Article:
Machine Learning asserts a transactional value by using found pattern within a set of information to predict how that pattern is extended against a new inflow of information. We can use ML to facilitate market analysis, reduce risk in complex situations, and optimize organizations. Yet what does this ability inform... optimize how? Reduce risk to do what? HCD is a process that requires the designer also conducts pattern analysis - but a key distinction is in the domain of qualitative patterns. How does a user feel about a given situation over time? How can that situation shift over time to elicit other feelings? The intersection of opportunities between HCD and Machine Learning are vast when you consider the bigger context of the data.
Within supervised machine learning, the assembly of training data could be done in bulk or it can be curated. A designer can pay close attention to the data... what kind of trees are presented? What health are they in? Can multiple sets of training data be presented that contain healthy trees, sick trees, and variations in environmental conditions? By curating the data, the human agent can tune the specific types of patterns to be determined, and thus generate greater value later. Not all data is equal.
Likewise, as the outputs are generated from an ML program - such as new sets of data (often relayed in a dashboard or a customized suggestion), the human experience of that new data point can be catalogued and leveraged to tune the ML program. While there is such a thing of "Human in the Loop," to aid the precision of the algorithm, another way to thin about this is "Value in the Loop," to reward the program for generating particular kinds of experiences. While abstract, the program does not need to understand the human value - it will build its own conceptual model to make sense of the behavior. These values can tune the algorithm to new directions over time, wherein we can expect the algorithm to generate new data points very much unlike the original yet of great use.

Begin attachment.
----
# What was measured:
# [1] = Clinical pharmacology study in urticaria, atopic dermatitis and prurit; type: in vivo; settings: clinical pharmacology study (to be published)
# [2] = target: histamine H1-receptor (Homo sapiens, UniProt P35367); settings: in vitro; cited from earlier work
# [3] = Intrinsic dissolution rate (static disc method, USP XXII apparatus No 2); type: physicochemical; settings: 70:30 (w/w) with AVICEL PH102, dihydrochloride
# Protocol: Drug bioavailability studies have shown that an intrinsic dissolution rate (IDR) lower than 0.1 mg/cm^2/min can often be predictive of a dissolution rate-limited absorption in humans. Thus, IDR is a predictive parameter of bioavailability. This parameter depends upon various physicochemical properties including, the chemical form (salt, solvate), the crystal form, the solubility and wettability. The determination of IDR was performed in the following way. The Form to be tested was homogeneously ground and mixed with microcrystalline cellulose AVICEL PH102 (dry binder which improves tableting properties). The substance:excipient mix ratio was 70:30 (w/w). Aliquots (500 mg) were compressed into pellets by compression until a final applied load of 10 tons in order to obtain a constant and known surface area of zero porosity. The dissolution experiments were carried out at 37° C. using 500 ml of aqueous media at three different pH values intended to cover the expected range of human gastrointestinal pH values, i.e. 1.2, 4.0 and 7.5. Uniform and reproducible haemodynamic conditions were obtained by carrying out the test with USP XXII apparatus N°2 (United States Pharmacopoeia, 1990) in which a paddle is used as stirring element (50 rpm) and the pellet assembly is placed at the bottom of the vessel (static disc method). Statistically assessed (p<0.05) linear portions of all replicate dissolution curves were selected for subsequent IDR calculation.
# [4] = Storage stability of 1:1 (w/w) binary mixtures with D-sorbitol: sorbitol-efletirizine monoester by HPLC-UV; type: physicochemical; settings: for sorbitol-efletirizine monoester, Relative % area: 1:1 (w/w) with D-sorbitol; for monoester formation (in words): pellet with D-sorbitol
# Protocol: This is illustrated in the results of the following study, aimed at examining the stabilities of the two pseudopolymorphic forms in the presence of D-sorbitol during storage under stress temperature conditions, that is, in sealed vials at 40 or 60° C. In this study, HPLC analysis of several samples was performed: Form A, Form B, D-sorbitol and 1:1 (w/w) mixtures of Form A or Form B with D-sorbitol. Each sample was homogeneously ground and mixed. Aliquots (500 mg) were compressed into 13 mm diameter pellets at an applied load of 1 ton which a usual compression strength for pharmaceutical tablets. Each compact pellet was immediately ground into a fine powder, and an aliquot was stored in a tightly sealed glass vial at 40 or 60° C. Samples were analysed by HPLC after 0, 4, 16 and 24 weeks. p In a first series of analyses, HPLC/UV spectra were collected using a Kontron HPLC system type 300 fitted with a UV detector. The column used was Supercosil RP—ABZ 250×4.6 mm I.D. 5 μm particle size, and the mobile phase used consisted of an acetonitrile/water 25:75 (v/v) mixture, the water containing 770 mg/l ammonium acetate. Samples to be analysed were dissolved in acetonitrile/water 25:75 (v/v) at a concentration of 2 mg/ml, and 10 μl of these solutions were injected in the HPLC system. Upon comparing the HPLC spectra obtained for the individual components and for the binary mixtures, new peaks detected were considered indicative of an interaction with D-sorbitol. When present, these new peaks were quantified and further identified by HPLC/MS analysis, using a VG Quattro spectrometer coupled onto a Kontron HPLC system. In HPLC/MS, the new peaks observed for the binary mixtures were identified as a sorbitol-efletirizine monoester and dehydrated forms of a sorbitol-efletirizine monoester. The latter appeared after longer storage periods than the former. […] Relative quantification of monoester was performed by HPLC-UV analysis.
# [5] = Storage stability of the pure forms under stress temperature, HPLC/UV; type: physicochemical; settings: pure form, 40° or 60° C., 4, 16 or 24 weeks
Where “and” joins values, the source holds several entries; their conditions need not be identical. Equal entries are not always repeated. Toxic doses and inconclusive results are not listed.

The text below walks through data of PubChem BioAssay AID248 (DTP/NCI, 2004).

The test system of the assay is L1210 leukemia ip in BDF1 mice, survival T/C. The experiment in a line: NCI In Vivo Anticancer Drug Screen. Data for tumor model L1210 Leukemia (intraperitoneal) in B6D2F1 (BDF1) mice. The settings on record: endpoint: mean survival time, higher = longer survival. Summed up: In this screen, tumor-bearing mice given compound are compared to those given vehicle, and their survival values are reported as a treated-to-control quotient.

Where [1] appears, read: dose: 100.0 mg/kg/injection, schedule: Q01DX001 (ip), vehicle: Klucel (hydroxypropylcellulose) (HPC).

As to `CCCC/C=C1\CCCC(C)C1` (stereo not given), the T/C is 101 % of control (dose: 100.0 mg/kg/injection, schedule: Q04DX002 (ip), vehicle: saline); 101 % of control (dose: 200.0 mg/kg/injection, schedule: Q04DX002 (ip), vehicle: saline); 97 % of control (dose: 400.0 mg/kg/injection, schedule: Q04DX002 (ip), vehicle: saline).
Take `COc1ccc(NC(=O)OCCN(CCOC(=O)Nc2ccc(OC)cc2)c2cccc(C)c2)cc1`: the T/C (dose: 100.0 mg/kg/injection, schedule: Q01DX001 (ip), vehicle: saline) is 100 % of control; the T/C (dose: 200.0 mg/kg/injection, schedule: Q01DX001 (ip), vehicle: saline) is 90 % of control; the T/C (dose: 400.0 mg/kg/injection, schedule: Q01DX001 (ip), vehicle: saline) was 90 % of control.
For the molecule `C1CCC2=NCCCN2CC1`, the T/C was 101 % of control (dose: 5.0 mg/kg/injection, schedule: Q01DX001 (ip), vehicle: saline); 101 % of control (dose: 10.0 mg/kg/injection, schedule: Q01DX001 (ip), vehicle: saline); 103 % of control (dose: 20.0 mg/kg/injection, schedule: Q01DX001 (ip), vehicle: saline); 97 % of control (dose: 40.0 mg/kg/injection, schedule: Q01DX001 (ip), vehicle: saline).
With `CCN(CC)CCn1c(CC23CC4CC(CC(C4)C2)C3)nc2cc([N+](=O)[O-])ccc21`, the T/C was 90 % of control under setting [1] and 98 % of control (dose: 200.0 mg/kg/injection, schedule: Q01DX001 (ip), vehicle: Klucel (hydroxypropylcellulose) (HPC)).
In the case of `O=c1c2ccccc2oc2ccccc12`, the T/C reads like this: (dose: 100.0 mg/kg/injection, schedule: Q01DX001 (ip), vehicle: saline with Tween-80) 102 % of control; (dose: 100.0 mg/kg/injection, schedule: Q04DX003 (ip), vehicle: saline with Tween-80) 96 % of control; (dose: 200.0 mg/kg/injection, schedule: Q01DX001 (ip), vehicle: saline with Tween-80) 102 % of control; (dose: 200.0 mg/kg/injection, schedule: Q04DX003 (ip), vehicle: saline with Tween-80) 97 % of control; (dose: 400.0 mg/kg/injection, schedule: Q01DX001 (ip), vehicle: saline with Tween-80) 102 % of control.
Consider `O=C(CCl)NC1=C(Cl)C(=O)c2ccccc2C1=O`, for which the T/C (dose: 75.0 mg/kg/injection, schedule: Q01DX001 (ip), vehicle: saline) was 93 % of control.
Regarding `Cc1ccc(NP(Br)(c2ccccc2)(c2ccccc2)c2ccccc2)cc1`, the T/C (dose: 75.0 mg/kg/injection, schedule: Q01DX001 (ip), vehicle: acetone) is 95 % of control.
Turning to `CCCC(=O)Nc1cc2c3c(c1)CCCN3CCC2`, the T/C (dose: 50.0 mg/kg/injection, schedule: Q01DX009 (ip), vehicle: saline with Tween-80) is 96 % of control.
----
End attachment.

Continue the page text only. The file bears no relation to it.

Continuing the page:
Geographic Variance in Modelling
A critical aspect of being human is the variations that exists between humans for perception in the world. Within small groups, language can take on a range of meanings, while across geographies, the variance of meaning ascribed to concrete things can be quite large. Machine learning generates one kind of solution for one kind of person and then generate a new solution for another kind of person... it can be granular, like Netflix, to suggest customized outputs. Yet what about machine learning applications for broad data sets that are irregular?
Within the design community, I advocate close consideration of the role of place and data. There is a tendency for developers to look to large open data sets. Vast databases exist with training data (like this popular one at MIT). Yet consistent with my above comments, what are the values which drive the labelling of this data? For example, if you apply this training data to images of Mogadishu, it will generate results like "earthquake." Not only is this inaccurate - but the correct label will vary depending on who and where the labeler resides. A Somali in Nairobi will give a different answer than a design student in Boston to describe a set of data. Yet most Somalis in Nairobi will supply more similar labels.
Consequently, it is not enough to parse data by meaning. One must also ground the meaning, and to do this, I suggest the use of classic lat/long coordinates. If we can build rich databases of place-based data and place-based identification, we can do more than build intelligent softwares, we can build softwares that are flexible to the global shifts in meaning and identity which are traditionally at odds with the demands of computation. To fuse machine learning with the vast ocean of human value creation and reproduction is a great opportunity for the future.